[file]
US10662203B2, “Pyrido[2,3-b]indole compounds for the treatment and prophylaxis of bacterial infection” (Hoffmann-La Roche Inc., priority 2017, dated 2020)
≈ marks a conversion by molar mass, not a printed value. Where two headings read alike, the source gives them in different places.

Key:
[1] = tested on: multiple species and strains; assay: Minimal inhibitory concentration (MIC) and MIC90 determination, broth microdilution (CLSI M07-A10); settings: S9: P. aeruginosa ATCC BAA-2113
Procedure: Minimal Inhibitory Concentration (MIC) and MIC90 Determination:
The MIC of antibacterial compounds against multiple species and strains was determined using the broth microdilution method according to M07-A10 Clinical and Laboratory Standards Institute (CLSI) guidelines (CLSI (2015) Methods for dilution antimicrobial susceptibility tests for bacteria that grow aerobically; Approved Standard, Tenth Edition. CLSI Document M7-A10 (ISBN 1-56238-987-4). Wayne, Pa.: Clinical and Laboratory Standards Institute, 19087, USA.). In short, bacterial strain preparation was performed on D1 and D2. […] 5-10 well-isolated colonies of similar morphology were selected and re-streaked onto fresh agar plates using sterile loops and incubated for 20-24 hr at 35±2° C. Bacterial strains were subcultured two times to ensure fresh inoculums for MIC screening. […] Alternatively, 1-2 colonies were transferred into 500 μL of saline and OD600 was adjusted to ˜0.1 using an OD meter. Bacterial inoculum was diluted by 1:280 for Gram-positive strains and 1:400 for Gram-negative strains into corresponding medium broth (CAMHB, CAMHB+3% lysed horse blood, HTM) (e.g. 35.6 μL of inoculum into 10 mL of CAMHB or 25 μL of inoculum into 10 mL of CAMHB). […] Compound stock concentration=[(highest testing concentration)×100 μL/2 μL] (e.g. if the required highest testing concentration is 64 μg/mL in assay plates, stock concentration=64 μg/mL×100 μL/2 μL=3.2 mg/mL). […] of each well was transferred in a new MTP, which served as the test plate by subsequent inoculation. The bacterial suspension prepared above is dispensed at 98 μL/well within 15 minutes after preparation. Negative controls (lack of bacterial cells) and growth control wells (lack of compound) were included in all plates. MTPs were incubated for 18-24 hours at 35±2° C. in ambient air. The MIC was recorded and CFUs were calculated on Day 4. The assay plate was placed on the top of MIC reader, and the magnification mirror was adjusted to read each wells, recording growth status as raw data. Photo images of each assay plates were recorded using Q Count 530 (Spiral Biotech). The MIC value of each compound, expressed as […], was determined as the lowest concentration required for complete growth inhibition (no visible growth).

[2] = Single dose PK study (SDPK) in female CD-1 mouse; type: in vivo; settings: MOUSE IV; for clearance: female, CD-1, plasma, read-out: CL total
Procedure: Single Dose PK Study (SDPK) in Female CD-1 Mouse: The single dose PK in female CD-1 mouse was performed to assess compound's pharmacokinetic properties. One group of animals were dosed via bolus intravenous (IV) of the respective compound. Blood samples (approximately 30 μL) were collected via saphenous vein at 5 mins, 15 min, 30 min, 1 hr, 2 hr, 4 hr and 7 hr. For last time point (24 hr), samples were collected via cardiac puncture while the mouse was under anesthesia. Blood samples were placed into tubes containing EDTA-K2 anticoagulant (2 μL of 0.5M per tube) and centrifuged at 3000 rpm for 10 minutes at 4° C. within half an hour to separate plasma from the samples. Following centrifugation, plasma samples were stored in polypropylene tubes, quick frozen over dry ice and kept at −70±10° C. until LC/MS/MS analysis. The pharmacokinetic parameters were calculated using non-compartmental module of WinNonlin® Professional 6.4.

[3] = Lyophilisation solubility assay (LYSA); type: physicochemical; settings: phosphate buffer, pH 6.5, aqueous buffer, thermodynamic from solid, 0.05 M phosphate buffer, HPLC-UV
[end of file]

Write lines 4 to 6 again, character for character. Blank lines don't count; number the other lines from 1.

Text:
[1] = tested on: multiple species and strains; assay: Minimal inhibitory concentration (MIC) and MIC90 determination, broth microdilution (CLSI M07-A10); settings: S9: P. aeruginosa ATCC BAA-2113
Procedure: Minimal Inhibitory Concentration (MIC) and MIC90 Determination:
The MIC of antibacterial compounds against multiple species and strains was determined using the broth microdilution method according to M07-A10 Clinical and Laboratory Standards Institute (CLSI) guidelines (CLSI (2015) Methods for dilution antimicrobial susceptibility tests for bacteria that grow aerobically; Approved Standard, Tenth Edition. CLSI Document M7-A10 (ISBN 1-56238-987-4). Wayne, Pa.: Clinical and Laboratory Standards Institute, 19087, USA.). In short, bacterial strain preparation was performed on D1 and D2. […] 5-10 well-isolated colonies of similar morphology were selected and re-streaked onto fresh agar plates using sterile loops and incubated for 20-24 hr at 35±2° C. Bacterial strains were subcultured two times to ensure fresh inoculums for MIC screening. […] Alternatively, 1-2 colonies were transferred into 500 μL of saline and OD600 was adjusted to ˜0.1 using an OD meter. Bacterial inoculum was diluted by 1:280 for Gram-positive strains and 1:400 for Gram-negative strains into corresponding medium broth (CAMHB, CAMHB+3% lysed horse blood, HTM) (e.g. 35.6 μL of inoculum into 10 mL of CAMHB or 25 μL of inoculum into 10 mL of CAMHB). […] Compound stock concentration=[(highest testing concentration)×100 μL/2 μL] (e.g. if the required highest testing concentration is 64 μg/mL in assay plates, stock concentration=64 μg/mL×100 μL/2 μL=3.2 mg/mL). […] of each well was transferred in a new MTP, which served as the test plate by subsequent inoculation. The bacterial suspension prepared above is dispensed at 98 μL/well within 15 minutes after preparation. Negative controls (lack of bacterial cells) and growth control wells (lack of compound) were included in all plates. MTPs were incubated for 18-24 hours at 35±2° C. in ambient air. The MIC was recorded and CFUs were calculated on Day 4. The assay plate was placed on the top of MIC reader, and the magnification mirror was adjusted to read each wells, recording growth status as raw data. Photo images of each assay plates were recorded using Q Count 530 (Spiral Biotech). The MIC value of each compound, expressed as […], was determined as the lowest concentration required for complete growth inhibition (no visible growth).